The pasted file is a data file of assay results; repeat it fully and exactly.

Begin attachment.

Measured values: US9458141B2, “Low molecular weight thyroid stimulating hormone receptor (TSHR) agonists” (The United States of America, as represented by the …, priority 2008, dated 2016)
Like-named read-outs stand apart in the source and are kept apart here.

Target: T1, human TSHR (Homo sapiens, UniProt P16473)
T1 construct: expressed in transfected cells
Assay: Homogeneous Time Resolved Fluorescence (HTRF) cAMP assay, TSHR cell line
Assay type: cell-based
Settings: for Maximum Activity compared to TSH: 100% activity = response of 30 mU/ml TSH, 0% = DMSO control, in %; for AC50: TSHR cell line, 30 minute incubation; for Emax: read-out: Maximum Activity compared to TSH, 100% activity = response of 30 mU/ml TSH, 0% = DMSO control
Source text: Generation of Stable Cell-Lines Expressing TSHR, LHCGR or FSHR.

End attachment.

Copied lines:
Measured values: US9458141B2, “Low molecular weight thyroid stimulating hormone receptor (TSHR) agonists” (The United States of America, as represented by the …, priority 2008, dated 2016)
Like-named read-outs stand apart in the source and are kept apart here.

Target: T1, human TSHR (Homo sapiens, UniProt P16473)
T1 construct: expressed in transfected cells
Assay: Homogeneous Time Resolved Fluorescence (HTRF) cAMP assay, TSHR cell line
Assay type: cell-based
Settings: for Maximum Activity compared to TSH: 100% activity = response of 30 mU/ml TSH, 0% = DMSO control, in %; for AC50: TSHR cell line, 30 minute incubation; for Emax: read-out: Maximum Activity compared to TSH, 100% activity = response of 30 mU/ml TSH, 0% = DMSO control
Source text: Generation of Stable Cell-Lines Expressing TSHR, LHCGR or FSHR.